Skip to main content

Collaboration is key to delivering more for nature and people through our National Parks and Areas of Outstanding Natural Beauty

Posted by: , Posted on: - Categories: Landscapes and access, Parks, trails and nature reserves
An image of Malvern Hills
Malvern Hills. Photo credit: NE/Elaine Willett.

By Philip Hygate, Chair of National Association for AONBs, Mike McKinley, Chair of National Parks England and Tony Juniper, Chair of Natural England.

Our most beautiful landscapes can be found in England’s 10 National Parks and 34 Areas of Outstanding Natural Beauty. After the impacts of the Covid 19 pandemic we have all come to appreciate the many benefits that these national landscapes offer. Their natural beauty, wildlife and cultural heritage enhance our wellbeing and enrich our souls. As well as providing places for living and working communities, we also recognise the crucial role that these special landscapes play in nature recovery and combatting the climate emergency.

In the coming years there will be many opportunities, such as new environmental legislation and ways to support farming and land management systems, that we will need to capitalise on to maximise these benefits.

In order to rise to these opportunities and challenges, we want to transform and strengthen the way that our three organisations work, ensuring a step change in the way that we deliver multiple and integrated benefits for people, nature and climate through our network of National Parks and Areas of Outstanding Natural Beauty. So, we have signed a Joint Agreement with the aim of working more collaboratively together to make these special areas richer in nature, accessible for all to connect with for their well-being and deliver a green recovery from the Covid-19 pandemic.

We are proud of the work our organisations have already achieved and this Agreement cements that and takes us forward into a new era. A great example of where we are already working together, delivering more for nature and people, is on Nature recovery. A truly transformational project, the Nature Recovery Network will create a national network of wildlife-rich places to benefit people, nature and climate. It is a major commitment in the government’s 25 Year Environment Plan and its pledge to protect and improve 30% of England for nature by 2030. Two projects that demonstrate our nature recovery ambition to deliver joint projects with multiple outcomes are ‘Big Chalk’ reconnecting habitats across the chalk and limestone landscapes and ‘The Northern Pennine Uplands’ working together, collaborating on high nature value farming, peatland and hay meadow restoration.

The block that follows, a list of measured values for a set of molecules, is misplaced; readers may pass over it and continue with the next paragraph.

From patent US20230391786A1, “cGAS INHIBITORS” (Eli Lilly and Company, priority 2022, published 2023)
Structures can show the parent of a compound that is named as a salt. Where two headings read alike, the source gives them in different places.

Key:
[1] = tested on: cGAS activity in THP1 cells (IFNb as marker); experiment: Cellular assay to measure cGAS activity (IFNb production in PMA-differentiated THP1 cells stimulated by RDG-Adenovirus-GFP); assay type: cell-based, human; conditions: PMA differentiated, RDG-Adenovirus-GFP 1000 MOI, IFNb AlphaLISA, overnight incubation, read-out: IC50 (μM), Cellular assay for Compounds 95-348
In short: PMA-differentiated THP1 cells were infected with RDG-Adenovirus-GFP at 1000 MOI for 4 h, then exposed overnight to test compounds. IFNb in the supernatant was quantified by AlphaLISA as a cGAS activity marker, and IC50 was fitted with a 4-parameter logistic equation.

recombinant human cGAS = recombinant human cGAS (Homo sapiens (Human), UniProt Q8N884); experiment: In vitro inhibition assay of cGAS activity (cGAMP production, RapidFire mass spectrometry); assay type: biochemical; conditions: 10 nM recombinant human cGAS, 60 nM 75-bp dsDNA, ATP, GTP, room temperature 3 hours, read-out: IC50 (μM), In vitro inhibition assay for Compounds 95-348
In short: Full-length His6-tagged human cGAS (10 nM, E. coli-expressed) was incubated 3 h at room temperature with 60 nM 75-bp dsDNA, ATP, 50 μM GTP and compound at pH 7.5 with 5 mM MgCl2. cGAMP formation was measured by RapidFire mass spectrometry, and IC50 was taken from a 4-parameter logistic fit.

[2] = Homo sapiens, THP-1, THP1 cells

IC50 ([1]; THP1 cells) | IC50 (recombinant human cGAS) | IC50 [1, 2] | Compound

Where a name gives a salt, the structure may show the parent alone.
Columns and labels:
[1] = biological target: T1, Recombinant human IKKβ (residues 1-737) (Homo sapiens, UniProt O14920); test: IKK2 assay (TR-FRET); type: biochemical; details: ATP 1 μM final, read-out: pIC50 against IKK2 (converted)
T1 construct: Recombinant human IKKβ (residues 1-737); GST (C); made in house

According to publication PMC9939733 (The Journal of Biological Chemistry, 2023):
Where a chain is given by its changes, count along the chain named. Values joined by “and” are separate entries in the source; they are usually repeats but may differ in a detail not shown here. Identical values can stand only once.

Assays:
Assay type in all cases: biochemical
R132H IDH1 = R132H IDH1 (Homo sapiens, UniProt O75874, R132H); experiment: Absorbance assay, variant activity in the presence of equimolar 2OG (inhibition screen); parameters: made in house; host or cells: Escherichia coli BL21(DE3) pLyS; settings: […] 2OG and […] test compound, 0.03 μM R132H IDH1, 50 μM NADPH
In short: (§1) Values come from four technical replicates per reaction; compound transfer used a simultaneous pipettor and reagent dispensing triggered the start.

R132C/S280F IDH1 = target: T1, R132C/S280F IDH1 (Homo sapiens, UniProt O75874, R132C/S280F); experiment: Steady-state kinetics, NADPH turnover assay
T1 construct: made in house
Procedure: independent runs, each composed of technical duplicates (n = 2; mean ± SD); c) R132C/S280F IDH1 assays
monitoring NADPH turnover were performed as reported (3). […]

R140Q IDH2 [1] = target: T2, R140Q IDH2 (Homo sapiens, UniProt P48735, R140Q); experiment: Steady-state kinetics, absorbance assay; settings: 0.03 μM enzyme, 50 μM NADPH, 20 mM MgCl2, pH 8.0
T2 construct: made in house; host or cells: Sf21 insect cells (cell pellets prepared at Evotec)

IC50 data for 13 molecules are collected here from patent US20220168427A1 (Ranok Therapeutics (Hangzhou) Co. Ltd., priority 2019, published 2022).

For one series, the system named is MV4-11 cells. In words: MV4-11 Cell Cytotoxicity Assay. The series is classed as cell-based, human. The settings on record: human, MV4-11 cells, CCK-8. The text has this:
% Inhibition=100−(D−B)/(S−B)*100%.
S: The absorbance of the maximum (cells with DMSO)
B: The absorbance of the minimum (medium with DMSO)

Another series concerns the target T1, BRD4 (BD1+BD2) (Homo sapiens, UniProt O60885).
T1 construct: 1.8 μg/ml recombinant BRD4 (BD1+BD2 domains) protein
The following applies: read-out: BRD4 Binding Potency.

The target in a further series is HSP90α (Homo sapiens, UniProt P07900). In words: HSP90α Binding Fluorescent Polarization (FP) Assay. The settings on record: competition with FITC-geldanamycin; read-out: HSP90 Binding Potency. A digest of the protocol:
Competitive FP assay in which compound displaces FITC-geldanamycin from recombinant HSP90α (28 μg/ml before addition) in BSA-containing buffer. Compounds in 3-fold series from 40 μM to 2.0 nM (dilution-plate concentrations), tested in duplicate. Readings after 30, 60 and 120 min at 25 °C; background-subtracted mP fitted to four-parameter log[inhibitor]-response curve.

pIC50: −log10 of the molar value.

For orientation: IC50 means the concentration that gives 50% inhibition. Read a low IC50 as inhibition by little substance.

Building on initiatives like these, we aspire for the new era of our relationship to be one where we collaboratively deliver more and add value to each other’s work. Through this agreement we have set out our inspirational vision and agreed our shared priorities. We are determined to support National Parks and Areas of Outstanding Natural Beauty to:

  • Become a central component of the Nature Recovery Network by restoring nature in and around our national landscapes
  • Contribute in tackling climate change, providing vital carbon stores and making our landscapes more resilient
  • Be places that all of society can enjoy, access and value, to enhance their health and wellbeing
  • Showcase our outstanding cultural and historical landscapes and heritage

Key to the delivery of our priorities are the AONB Partnership’s; ‘Colchester Declaration’, National Parks England’s, ‘four priority plans’ and Natural England’s, ‘Building partnerships for Natures recovery’.

These will be used alongside other tools and opportunities available such as the future farming schemes that reward the delivery of public goods and England’s land use planning system. We will also work closely with Government as it develops its response to the National Landscapes Review to advise where further legislative or policy change is needed. The individual roles of each organisation in the delivery of our shared priorities will be expanded on within specific plans. These plans will set our joint ambitions and describe how we will seek out new collaborative opportunities. We will continue to share our success as we progress.

The Covid19 pandemic has highlighted the value of communities working together to meet challenges and we know that our shared priorities can only be achieved with the support of others. We commit to working with communities and other organisations. By working together, with a clear vision, we can deliver our aspirations for our national landscapes.

This Joint Agreement by Natural England, National Parks England, and the National Association for AONBs sets out a pathway that will frame our work and reaffirms our commitment to work together to conserve and enhance our finest landscapes to bring more benefits for people and nature.


Sharing and comments

Share this page

1 comment

  1. Comment by Roger Watts posted on

    Towards a New Manifesto to Restore Nature in National Parks: